Are you one of the many users of voice assistants like Alexa or Siri? Voice assistants have the ability to bring greater convenience into our lives, playing music, searching the web, making phone calls, scheduling meetings, and sending text messages at our command, but have you ever worried that your voice assistant listens to your private conversations and then sends what it hears over the Internet to remote corporate servers? This article from Wired explains that those devices must constantly listen to hear an activation word or phrase like “OK, Google.” It’s true that voice assistants are often falsely activated. So far it has been found that over 1,000 words and phrases falsely activate some of the most common smart speakers. For instance, the words “a letter” triggered Amazon Alexa, and “OK, cool” triggered Google Assistant. Luckily, a group of researchers has recently developed a device whose job it is to detect when voice assistants, smart speakers, and other audio-capturing devices are listening and transmitting data over the Internet. The device, called LeakyPick, is currently a prototype, but boasts a 94% accuracy rate. In the near future, the researchers hope to make it possible for people to once again have private conversations in the digital age. This article from Cool Blind Tech summarizes the research methodology and the technical details of the device.
Free Screen Readers
Both Apple (VoiceOver) and Android (Talk Back) phones have built in screen readers that are robust and rather easy to learn. Apple devices like watches, TV, iOS devices and the Mac operating system now come with VoiceOver, which makes apple products accessible right out of the box.
But for desktops, screen readers may be too costly for many. NonVisual Desktop Access (NVDA) is a free open source screen reader for Windows. Developed by the Australian non-profit organization NV Access, NVDA is reliable, fully featured, and well supported because of its team of programmers, who “believe that every Blind+Vision impaired person deserves the right to freely and easily access a computer!” That the project is open source means that the successful contributions of its volunteer developers, translators and experts are added to the official code of the program. At last count, those volunteer translators have made NVDA accessible to speakers of more than 110 languages. Visit here to download the software and learn more about the non-profit behind it.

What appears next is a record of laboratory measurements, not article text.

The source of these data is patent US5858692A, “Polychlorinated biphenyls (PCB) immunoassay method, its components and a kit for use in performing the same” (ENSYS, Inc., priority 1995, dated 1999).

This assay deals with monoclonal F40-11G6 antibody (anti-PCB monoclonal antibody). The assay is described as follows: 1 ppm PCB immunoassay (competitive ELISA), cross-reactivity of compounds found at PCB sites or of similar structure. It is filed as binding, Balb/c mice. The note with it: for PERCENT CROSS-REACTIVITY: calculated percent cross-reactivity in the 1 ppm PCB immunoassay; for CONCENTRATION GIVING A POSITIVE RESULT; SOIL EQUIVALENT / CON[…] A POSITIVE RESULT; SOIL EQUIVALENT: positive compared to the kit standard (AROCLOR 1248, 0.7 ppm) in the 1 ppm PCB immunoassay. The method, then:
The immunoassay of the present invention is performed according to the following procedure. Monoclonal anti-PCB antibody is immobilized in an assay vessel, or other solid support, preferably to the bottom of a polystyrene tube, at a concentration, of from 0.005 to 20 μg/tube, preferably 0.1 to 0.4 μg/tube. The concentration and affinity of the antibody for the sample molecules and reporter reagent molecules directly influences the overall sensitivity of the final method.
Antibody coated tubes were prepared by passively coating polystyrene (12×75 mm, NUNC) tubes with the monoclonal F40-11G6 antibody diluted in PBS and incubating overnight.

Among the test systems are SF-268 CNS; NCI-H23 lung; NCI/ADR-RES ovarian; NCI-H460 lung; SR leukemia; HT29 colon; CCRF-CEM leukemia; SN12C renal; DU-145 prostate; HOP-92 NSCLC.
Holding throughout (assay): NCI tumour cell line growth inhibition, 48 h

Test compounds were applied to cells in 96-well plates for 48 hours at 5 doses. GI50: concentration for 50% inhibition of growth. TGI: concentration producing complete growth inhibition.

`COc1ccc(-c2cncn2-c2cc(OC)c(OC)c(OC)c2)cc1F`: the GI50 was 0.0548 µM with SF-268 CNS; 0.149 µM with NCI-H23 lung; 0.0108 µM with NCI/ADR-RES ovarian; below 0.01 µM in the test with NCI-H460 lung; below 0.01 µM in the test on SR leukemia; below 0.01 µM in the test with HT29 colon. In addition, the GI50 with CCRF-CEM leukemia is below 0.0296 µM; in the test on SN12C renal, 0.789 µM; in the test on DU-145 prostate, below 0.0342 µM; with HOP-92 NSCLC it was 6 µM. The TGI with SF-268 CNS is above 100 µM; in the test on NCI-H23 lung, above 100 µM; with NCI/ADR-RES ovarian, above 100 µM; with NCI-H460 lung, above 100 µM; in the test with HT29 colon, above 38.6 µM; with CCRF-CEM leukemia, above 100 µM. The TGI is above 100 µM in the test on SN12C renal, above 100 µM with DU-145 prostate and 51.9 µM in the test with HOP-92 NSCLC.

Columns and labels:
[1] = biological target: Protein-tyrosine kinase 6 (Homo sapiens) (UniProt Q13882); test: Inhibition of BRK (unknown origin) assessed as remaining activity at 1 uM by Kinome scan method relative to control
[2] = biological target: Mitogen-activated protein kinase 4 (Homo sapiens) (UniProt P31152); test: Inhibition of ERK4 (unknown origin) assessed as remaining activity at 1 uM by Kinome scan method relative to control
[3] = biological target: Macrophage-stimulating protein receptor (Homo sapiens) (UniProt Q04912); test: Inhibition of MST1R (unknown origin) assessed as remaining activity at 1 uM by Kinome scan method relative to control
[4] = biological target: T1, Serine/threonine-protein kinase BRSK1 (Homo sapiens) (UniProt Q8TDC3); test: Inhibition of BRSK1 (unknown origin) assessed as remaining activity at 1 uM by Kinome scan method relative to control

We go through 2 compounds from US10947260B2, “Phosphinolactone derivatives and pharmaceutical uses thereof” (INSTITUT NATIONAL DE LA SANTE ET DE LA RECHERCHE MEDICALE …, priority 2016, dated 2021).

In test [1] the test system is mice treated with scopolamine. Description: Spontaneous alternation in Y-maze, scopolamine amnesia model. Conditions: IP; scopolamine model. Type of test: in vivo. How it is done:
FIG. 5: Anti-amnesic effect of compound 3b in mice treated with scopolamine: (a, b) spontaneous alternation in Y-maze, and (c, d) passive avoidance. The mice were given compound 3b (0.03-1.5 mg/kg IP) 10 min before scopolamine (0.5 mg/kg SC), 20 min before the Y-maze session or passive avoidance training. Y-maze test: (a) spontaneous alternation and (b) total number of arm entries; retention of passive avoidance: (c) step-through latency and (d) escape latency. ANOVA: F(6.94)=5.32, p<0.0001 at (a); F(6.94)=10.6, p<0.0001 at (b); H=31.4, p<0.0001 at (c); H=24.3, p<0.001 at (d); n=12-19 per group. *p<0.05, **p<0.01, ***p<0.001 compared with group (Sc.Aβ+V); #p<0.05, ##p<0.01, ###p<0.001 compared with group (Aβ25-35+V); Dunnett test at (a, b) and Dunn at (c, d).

NV Access has partnered with Microsoft to create seamless compatibility with the Microsoft Office Suite, and training videos provide not only an intro to NVDA but to the Windows desktop operating system as a whole. How difficult is it to learn to use NVDA efficiently? Difficulty is subjective, but NVDA provides free documentation, and has also partnered with the American Foundation for the Blind to create a sequence of training materials for first-time users
Nikhil may be NVDA’s biggest fan. He wrote: “NVDA’s default speech synthesizer is now the high-quality Microsoft OneCore synthesizer, and it has added a number of very useful features in recent updates. NVDA supports touchscreen gestures, Windows 10 optical character recognition (OCR), a long list of braille displays, and the Microsoft Office Suite. Moreover, NVDA can be customized in terms of keyboard commands and voice settings, and it can even be customized to interact differently with individual software applications, but it can also be used simply (i.e., without advanced configuration and high technical proficiency).”
There is yet another option, wrote Ahmat, Windows Narrator. Developed by Microsoft, it is built into the Windows 10 operating system and is considered to be a full screen reader. No downloading required. Ahmat hasn’t yet tried it, but encourages all to experiment and learn more. c link here
Ending with a smile
At the irreverent website Nonprofit AF, you’ll find many lists. One of them imagines what grant proposals would look like if grant seekers were brutally honest. Number one of the twelve items on the list starts this way: Q.? What is innovative about your program design? A: “Our program is entirely innovative. The design is unproven; the approach is untested; the outcomes are unknown….